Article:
While most local arts organizations were singing the blues to the Ann Arbor News late last year, Barast sounded a brighter note. Others spoke of 10 and even 20 percent deficits, but Barast said the crisis had simply “caused us to rethink things a little bit.” The symphony, he said, could compensate by “programming repertoire that is in the public domain more” to save on royalties.
Two days after the story appeared, Barast learned that balancing the budget would take more than tweaking the programming: “I came into the office and discovered I was being laid off indefinitely.”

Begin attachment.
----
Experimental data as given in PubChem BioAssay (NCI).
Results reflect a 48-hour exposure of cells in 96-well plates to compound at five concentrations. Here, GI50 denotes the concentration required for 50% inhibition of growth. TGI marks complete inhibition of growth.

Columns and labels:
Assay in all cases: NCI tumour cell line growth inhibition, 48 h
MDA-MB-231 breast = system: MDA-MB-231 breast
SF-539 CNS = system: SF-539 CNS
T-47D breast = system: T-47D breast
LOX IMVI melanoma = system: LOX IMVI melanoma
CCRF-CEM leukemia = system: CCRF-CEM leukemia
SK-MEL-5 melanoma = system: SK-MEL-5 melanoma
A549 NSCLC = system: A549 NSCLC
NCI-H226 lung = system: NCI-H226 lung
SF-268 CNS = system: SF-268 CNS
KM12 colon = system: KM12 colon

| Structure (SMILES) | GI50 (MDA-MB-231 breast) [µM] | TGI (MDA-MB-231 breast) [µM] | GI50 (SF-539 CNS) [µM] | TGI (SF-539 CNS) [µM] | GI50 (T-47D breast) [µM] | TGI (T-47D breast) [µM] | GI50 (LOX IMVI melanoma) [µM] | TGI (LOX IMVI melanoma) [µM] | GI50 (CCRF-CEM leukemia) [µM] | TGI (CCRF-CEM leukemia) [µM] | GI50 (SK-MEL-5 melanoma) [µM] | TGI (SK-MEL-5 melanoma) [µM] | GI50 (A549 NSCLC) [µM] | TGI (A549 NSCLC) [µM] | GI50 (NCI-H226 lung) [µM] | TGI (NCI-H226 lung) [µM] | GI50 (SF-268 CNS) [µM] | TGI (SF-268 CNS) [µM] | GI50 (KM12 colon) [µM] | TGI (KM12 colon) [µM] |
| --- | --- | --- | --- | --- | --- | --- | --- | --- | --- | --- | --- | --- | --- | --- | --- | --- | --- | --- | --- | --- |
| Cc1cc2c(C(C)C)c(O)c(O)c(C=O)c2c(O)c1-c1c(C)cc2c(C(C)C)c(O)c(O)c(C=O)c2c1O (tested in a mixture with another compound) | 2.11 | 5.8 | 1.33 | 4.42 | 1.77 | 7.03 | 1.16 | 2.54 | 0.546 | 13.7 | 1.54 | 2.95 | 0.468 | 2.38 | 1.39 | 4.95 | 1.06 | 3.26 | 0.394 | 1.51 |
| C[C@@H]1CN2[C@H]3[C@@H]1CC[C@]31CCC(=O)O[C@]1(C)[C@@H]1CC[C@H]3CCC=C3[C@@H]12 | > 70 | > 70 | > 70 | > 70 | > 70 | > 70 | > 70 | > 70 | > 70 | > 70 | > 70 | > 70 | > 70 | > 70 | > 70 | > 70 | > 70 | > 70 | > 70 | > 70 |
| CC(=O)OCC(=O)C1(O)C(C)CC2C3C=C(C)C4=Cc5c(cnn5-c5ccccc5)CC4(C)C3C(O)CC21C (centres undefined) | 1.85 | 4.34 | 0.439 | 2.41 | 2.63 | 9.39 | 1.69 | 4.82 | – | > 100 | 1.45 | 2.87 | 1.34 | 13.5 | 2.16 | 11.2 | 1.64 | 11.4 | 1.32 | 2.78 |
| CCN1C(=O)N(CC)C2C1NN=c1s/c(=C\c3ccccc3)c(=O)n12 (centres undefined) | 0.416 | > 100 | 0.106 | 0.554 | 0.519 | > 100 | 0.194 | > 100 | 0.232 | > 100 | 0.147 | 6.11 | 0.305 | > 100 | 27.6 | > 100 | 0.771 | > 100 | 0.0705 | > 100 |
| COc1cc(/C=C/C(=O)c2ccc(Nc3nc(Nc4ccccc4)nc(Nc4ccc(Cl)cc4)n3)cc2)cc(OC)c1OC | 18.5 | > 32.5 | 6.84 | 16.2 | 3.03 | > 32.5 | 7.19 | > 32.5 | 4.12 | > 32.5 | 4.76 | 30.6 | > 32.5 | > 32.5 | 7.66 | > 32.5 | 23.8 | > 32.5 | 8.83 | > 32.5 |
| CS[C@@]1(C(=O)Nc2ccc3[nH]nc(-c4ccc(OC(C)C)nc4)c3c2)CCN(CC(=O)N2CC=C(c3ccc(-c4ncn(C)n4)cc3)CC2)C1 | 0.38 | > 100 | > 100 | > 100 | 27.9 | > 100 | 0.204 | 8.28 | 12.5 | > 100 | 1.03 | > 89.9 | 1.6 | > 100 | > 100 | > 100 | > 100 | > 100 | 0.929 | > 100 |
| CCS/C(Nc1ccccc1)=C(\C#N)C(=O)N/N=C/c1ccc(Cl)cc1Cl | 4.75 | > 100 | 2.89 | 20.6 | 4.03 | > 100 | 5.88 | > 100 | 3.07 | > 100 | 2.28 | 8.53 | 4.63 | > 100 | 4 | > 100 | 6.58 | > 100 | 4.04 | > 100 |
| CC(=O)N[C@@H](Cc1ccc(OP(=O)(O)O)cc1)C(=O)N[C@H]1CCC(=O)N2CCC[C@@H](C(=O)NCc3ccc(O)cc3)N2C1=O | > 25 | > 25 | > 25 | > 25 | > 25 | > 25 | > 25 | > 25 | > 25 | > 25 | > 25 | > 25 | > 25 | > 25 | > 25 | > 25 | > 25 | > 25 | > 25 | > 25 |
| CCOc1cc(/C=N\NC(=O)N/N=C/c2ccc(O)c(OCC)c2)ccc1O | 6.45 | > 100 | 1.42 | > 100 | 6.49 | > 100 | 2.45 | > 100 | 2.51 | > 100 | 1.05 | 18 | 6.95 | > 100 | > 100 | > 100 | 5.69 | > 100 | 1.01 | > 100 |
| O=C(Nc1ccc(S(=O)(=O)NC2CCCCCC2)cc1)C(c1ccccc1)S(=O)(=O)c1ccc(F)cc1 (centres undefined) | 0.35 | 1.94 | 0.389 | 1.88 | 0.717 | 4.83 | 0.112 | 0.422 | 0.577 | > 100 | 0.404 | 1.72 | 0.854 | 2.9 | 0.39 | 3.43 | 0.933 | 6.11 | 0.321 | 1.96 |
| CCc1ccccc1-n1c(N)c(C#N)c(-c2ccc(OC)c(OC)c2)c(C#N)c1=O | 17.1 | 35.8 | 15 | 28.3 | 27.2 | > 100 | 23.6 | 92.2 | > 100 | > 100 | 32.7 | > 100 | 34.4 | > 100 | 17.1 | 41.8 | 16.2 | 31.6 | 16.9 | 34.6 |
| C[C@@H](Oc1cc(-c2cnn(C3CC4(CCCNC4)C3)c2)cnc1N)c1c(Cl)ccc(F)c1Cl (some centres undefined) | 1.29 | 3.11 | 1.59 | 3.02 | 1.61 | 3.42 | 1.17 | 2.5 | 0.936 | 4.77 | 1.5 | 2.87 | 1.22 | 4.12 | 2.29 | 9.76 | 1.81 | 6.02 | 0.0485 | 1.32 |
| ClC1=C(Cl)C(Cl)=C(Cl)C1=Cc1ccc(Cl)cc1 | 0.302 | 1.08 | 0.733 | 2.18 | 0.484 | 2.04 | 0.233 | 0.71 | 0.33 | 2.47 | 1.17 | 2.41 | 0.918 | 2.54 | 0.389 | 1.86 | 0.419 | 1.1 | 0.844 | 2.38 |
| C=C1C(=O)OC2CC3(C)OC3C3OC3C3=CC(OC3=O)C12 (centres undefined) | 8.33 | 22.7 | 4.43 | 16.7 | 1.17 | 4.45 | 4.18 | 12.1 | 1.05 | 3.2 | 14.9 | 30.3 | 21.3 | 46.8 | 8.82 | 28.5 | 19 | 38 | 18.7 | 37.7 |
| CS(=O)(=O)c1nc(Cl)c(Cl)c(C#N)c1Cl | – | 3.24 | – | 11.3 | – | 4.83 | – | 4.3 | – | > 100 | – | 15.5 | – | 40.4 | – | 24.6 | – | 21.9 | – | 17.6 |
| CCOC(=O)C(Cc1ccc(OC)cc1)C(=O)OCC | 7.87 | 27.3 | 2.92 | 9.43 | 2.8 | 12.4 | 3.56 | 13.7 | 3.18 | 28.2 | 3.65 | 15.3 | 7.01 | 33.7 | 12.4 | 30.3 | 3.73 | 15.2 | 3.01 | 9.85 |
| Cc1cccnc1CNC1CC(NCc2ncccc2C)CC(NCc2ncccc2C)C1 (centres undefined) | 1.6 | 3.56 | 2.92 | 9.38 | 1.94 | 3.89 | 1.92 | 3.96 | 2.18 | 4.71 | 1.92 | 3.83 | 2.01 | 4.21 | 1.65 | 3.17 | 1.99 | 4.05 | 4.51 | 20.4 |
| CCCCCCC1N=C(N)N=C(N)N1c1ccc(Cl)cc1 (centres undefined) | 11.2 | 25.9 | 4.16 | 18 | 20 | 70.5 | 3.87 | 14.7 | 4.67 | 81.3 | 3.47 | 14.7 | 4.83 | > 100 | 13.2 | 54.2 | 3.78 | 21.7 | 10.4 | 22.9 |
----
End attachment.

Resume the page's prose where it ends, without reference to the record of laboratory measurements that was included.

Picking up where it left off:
“The irony of all of this is that the music has never been better,” says Barast’s former boss, AASO executive director Mary Steffek Blaske. Until last fall, its finances had likewise never been better—with an annual budget of $1 million, the symphony had ended every season in the black for fourteen years.
But in September, Steffek Blaske says, the recession “finally started hitting us. There were drops in subscriptions and single tickets for the first three concerts.” And just like that, the symphony was looking at a projected deficit of $100,000.